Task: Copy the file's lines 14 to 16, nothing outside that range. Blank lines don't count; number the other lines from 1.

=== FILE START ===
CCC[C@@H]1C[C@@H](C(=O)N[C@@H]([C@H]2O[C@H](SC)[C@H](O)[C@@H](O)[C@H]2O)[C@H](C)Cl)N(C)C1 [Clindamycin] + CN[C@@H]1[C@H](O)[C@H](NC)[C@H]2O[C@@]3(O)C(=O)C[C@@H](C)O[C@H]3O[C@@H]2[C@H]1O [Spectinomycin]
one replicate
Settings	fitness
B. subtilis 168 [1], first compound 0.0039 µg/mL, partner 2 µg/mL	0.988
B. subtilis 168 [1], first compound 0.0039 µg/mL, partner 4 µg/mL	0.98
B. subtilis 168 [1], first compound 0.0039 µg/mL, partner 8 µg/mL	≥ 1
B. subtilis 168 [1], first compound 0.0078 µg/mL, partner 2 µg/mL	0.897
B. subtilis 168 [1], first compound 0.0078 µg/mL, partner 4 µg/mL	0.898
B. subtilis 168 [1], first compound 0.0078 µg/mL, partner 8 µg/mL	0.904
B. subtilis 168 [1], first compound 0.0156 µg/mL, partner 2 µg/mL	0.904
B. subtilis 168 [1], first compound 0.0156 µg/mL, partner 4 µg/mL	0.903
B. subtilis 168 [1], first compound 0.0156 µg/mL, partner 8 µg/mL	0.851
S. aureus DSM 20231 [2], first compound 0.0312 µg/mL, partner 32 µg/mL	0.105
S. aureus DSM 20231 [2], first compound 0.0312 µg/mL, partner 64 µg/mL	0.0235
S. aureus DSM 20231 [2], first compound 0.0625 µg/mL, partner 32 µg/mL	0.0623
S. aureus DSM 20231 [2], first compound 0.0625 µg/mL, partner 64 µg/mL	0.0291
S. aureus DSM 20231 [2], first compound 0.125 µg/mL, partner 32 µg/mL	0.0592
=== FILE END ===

S. aureus DSM 20231 [2], first compound 0.0312 µg/mL, partner 64 µg/mL	0.0235
S. aureus DSM 20231 [2], first compound 0.0625 µg/mL, partner 32 µg/mL	0.0623
S. aureus DSM 20231 [2], first compound 0.0625 µg/mL, partner 64 µg/mL	0.0291